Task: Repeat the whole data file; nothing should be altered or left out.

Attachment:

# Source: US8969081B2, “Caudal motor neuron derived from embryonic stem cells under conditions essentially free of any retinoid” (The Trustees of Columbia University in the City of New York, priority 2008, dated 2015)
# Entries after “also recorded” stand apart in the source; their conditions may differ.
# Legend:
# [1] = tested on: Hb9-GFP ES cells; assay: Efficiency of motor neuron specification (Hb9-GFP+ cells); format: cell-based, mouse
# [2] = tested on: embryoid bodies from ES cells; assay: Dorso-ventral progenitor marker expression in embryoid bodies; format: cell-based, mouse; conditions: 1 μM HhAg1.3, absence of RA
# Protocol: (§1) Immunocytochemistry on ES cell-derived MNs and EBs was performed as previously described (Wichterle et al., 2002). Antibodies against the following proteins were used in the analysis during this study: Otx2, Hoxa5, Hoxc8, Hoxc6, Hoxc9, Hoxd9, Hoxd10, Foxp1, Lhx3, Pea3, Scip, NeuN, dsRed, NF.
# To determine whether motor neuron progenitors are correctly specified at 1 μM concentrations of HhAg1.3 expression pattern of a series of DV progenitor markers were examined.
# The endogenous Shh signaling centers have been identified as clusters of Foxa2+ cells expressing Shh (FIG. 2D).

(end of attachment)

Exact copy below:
# Source: US8969081B2, “Caudal motor neuron derived from embryonic stem cells under conditions essentially free of any retinoid” (The Trustees of Columbia University in the City of New York, priority 2008, dated 2015)
# Entries after “also recorded” stand apart in the source; their conditions may differ.
# Legend:
# [1] = tested on: Hb9-GFP ES cells; assay: Efficiency of motor neuron specification (Hb9-GFP+ cells); format: cell-based, mouse
# [2] = tested on: embryoid bodies from ES cells; assay: Dorso-ventral progenitor marker expression in embryoid bodies; format: cell-based, mouse; conditions: 1 μM HhAg1.3, absence of RA
# Protocol: (§1) Immunocytochemistry on ES cell-derived MNs and EBs was performed as previously described (Wichterle et al., 2002). Antibodies against the following proteins were used in the analysis during this study: Otx2, Hoxa5, Hoxc8, Hoxc6, Hoxc9, Hoxd9, Hoxd10, Foxp1, Lhx3, Pea3, Scip, NeuN, dsRed, NF.
# To determine whether motor neuron progenitors are correctly specified at 1 μM concentrations of HhAg1.3 expression pattern of a series of DV progenitor markers were examined.
# The endogenous Shh signaling centers have been identified as clusters of Foxa2+ cells expressing Shh (FIG. 2D).